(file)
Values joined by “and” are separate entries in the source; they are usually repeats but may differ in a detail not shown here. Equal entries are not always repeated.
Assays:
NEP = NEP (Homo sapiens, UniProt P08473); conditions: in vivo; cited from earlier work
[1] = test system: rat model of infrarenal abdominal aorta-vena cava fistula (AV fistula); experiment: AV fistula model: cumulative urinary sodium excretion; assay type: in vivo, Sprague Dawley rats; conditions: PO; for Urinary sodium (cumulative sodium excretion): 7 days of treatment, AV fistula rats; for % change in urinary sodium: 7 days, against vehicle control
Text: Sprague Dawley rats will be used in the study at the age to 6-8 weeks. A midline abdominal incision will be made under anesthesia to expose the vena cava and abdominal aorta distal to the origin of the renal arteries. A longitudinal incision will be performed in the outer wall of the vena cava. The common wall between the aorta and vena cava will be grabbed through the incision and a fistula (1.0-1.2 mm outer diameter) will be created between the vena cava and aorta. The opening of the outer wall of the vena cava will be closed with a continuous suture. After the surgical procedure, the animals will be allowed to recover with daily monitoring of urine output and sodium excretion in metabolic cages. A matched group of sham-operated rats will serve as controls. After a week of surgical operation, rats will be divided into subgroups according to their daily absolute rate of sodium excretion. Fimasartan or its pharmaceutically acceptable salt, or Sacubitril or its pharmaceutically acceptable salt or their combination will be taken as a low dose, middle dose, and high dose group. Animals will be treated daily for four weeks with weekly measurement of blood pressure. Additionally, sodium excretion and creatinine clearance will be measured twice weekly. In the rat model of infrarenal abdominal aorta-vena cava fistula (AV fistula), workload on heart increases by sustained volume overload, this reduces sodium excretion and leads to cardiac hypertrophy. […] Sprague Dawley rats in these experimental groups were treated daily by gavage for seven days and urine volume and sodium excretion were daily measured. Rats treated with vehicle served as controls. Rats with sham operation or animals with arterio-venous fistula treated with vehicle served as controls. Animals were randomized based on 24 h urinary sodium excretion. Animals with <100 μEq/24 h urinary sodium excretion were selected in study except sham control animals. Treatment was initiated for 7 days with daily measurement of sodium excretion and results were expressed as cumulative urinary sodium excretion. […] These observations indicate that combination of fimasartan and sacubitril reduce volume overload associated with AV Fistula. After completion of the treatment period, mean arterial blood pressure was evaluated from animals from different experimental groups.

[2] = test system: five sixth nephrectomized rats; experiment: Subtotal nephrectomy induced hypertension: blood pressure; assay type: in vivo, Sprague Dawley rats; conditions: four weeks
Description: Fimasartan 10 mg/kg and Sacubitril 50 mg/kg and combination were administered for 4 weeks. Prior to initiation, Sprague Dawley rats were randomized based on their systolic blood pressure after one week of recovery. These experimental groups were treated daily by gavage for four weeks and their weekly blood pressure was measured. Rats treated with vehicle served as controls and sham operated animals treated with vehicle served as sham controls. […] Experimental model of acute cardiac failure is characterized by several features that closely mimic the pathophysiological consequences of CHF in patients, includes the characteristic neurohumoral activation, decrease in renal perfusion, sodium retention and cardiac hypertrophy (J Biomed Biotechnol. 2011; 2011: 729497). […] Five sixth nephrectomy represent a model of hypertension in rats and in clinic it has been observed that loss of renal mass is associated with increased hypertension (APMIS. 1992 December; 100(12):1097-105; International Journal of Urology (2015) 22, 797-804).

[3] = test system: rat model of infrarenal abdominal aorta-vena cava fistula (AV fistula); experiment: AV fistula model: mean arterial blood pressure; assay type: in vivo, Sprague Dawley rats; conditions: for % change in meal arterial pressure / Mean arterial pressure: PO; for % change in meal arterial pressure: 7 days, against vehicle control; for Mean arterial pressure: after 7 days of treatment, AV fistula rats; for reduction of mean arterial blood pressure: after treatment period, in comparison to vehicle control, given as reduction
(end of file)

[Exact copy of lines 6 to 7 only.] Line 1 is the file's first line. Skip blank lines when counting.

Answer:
[2] = test system: five sixth nephrectomized rats; experiment: Subtotal nephrectomy induced hypertension: blood pressure; assay type: in vivo, Sprague Dawley rats; conditions: four weeks
Description: Fimasartan 10 mg/kg and Sacubitril 50 mg/kg and combination were administered for 4 weeks. Prior to initiation, Sprague Dawley rats were randomized based on their systolic blood pressure after one week of recovery. These experimental groups were treated daily by gavage for four weeks and their weekly blood pressure was measured. Rats treated with vehicle served as controls and sham operated animals treated with vehicle served as sham controls. […] Experimental model of acute cardiac failure is characterized by several features that closely mimic the pathophysiological consequences of CHF in patients, includes the characteristic neurohumoral activation, decrease in renal perfusion, sodium retention and cardiac hypertrophy (J Biomed Biotechnol. 2011; 2011: 729497). […] Five sixth nephrectomy represent a model of hypertension in rats and in clinic it has been observed that loss of renal mass is associated with increased hypertension (APMIS. 1992 December; 100(12):1097-105; International Journal of Urology (2015) 22, 797-804).